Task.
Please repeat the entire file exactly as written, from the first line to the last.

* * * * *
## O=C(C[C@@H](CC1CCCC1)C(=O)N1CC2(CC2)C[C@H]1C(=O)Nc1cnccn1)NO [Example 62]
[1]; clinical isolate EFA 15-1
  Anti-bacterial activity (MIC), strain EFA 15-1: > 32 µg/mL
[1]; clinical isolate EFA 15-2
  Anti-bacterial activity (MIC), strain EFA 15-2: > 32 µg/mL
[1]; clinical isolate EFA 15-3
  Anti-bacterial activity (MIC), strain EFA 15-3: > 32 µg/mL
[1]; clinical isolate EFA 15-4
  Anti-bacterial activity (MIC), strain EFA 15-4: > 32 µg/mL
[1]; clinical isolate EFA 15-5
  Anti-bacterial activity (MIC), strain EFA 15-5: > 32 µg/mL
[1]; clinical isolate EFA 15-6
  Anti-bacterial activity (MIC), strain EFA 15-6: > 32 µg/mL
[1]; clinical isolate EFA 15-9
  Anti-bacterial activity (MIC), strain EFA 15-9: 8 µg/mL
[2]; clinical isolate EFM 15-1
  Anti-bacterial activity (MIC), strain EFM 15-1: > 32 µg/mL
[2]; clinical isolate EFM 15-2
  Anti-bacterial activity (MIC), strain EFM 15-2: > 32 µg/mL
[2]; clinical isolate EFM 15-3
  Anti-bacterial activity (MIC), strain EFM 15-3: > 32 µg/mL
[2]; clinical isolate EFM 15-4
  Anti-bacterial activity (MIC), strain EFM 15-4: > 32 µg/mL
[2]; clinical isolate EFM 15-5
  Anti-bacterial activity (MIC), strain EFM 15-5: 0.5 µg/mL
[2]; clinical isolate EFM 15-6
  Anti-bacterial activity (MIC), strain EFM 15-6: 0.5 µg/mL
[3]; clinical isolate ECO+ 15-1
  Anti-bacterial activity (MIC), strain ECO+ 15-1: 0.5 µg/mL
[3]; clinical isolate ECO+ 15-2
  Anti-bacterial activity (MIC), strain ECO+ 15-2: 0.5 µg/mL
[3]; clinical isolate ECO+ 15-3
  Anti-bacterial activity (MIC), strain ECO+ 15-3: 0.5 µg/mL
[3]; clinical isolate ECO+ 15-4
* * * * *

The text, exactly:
## O=C(C[C@@H](CC1CCCC1)C(=O)N1CC2(CC2)C[C@H]1C(=O)Nc1cnccn1)NO [Example 62]
[1]; clinical isolate EFA 15-1
  Anti-bacterial activity (MIC), strain EFA 15-1: > 32 µg/mL
[1]; clinical isolate EFA 15-2
  Anti-bacterial activity (MIC), strain EFA 15-2: > 32 µg/mL
[1]; clinical isolate EFA 15-3
  Anti-bacterial activity (MIC), strain EFA 15-3: > 32 µg/mL
[1]; clinical isolate EFA 15-4
  Anti-bacterial activity (MIC), strain EFA 15-4: > 32 µg/mL
[1]; clinical isolate EFA 15-5
  Anti-bacterial activity (MIC), strain EFA 15-5: > 32 µg/mL
[1]; clinical isolate EFA 15-6
  Anti-bacterial activity (MIC), strain EFA 15-6: > 32 µg/mL
[1]; clinical isolate EFA 15-9
  Anti-bacterial activity (MIC), strain EFA 15-9: 8 µg/mL
[2]; clinical isolate EFM 15-1
  Anti-bacterial activity (MIC), strain EFM 15-1: > 32 µg/mL
[2]; clinical isolate EFM 15-2
  Anti-bacterial activity (MIC), strain EFM 15-2: > 32 µg/mL
[2]; clinical isolate EFM 15-3
  Anti-bacterial activity (MIC), strain EFM 15-3: > 32 µg/mL
[2]; clinical isolate EFM 15-4
  Anti-bacterial activity (MIC), strain EFM 15-4: > 32 µg/mL
[2]; clinical isolate EFM 15-5
  Anti-bacterial activity (MIC), strain EFM 15-5: 0.5 µg/mL
[2]; clinical isolate EFM 15-6
  Anti-bacterial activity (MIC), strain EFM 15-6: 0.5 µg/mL
[3]; clinical isolate ECO+ 15-1
  Anti-bacterial activity (MIC), strain ECO+ 15-1: 0.5 µg/mL
[3]; clinical isolate ECO+ 15-2
  Anti-bacterial activity (MIC), strain ECO+ 15-2: 0.5 µg/mL
[3]; clinical isolate ECO+ 15-3
  Anti-bacterial activity (MIC), strain ECO+ 15-3: 0.5 µg/mL
[3]; clinical isolate ECO+ 15-4